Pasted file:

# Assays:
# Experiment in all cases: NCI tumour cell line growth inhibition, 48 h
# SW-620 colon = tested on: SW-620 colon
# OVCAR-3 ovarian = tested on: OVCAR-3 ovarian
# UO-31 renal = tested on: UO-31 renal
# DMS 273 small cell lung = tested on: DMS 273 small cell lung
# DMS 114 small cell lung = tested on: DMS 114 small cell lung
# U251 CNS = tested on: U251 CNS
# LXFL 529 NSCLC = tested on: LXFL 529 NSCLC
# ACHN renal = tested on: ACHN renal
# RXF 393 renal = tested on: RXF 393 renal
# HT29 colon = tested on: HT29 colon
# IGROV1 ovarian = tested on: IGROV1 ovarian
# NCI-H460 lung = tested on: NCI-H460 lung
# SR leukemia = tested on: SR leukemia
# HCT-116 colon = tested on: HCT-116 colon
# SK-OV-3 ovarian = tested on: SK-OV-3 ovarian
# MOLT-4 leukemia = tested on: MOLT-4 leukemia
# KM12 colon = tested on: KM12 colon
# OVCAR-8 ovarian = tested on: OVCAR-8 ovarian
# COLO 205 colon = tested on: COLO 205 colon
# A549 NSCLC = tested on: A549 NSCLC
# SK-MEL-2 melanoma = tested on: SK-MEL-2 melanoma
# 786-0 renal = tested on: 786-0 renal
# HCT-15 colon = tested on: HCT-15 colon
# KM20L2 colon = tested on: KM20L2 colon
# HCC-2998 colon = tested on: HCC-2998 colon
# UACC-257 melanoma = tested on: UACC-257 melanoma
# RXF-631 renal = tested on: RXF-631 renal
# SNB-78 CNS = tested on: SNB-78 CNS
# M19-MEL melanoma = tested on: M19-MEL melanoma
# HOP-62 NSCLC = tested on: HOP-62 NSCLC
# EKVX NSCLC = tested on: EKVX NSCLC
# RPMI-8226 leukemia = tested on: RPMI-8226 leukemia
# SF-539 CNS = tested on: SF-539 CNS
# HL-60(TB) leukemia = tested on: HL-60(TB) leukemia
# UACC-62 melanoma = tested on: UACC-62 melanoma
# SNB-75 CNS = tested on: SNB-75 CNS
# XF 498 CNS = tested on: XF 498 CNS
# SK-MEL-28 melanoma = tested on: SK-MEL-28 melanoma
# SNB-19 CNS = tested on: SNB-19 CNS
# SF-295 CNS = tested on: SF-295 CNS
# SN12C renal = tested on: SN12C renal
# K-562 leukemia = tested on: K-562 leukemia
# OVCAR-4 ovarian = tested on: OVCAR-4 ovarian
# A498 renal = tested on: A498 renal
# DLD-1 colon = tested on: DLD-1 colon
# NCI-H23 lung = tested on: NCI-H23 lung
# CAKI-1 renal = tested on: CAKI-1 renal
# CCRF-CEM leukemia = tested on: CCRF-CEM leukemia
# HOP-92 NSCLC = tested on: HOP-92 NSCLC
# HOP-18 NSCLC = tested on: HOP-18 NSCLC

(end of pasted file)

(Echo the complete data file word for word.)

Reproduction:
# Assays:
# Experiment in all cases: NCI tumour cell line growth inhibition, 48 h
# SW-620 colon = tested on: SW-620 colon
# OVCAR-3 ovarian = tested on: OVCAR-3 ovarian
# UO-31 renal = tested on: UO-31 renal
# DMS 273 small cell lung = tested on: DMS 273 small cell lung
# DMS 114 small cell lung = tested on: DMS 114 small cell lung
# U251 CNS = tested on: U251 CNS
# LXFL 529 NSCLC = tested on: LXFL 529 NSCLC
# ACHN renal = tested on: ACHN renal
# RXF 393 renal = tested on: RXF 393 renal
# HT29 colon = tested on: HT29 colon
# IGROV1 ovarian = tested on: IGROV1 ovarian
# NCI-H460 lung = tested on: NCI-H460 lung
# SR leukemia = tested on: SR leukemia
# HCT-116 colon = tested on: HCT-116 colon
# SK-OV-3 ovarian = tested on: SK-OV-3 ovarian
# MOLT-4 leukemia = tested on: MOLT-4 leukemia
# KM12 colon = tested on: KM12 colon
# OVCAR-8 ovarian = tested on: OVCAR-8 ovarian
# COLO 205 colon = tested on: COLO 205 colon
# A549 NSCLC = tested on: A549 NSCLC
# SK-MEL-2 melanoma = tested on: SK-MEL-2 melanoma
# 786-0 renal = tested on: 786-0 renal
# HCT-15 colon = tested on: HCT-15 colon
# KM20L2 colon = tested on: KM20L2 colon
# HCC-2998 colon = tested on: HCC-2998 colon
# UACC-257 melanoma = tested on: UACC-257 melanoma
# RXF-631 renal = tested on: RXF-631 renal
# SNB-78 CNS = tested on: SNB-78 CNS
# M19-MEL melanoma = tested on: M19-MEL melanoma
# HOP-62 NSCLC = tested on: HOP-62 NSCLC
# EKVX NSCLC = tested on: EKVX NSCLC
# RPMI-8226 leukemia = tested on: RPMI-8226 leukemia
# SF-539 CNS = tested on: SF-539 CNS
# HL-60(TB) leukemia = tested on: HL-60(TB) leukemia
# UACC-62 melanoma = tested on: UACC-62 melanoma
# SNB-75 CNS = tested on: SNB-75 CNS
# XF 498 CNS = tested on: XF 498 CNS
# SK-MEL-28 melanoma = tested on: SK-MEL-28 melanoma
# SNB-19 CNS = tested on: SNB-19 CNS
# SF-295 CNS = tested on: SF-295 CNS
# SN12C renal = tested on: SN12C renal
# K-562 leukemia = tested on: K-562 leukemia
# OVCAR-4 ovarian = tested on: OVCAR-4 ovarian
# A498 renal = tested on: A498 renal
# DLD-1 colon = tested on: DLD-1 colon
# NCI-H23 lung = tested on: NCI-H23 lung
# CAKI-1 renal = tested on: CAKI-1 renal
# CCRF-CEM leukemia = tested on: CCRF-CEM leukemia
# HOP-92 NSCLC = tested on: HOP-92 NSCLC
# HOP-18 NSCLC = tested on: HOP-18 NSCLC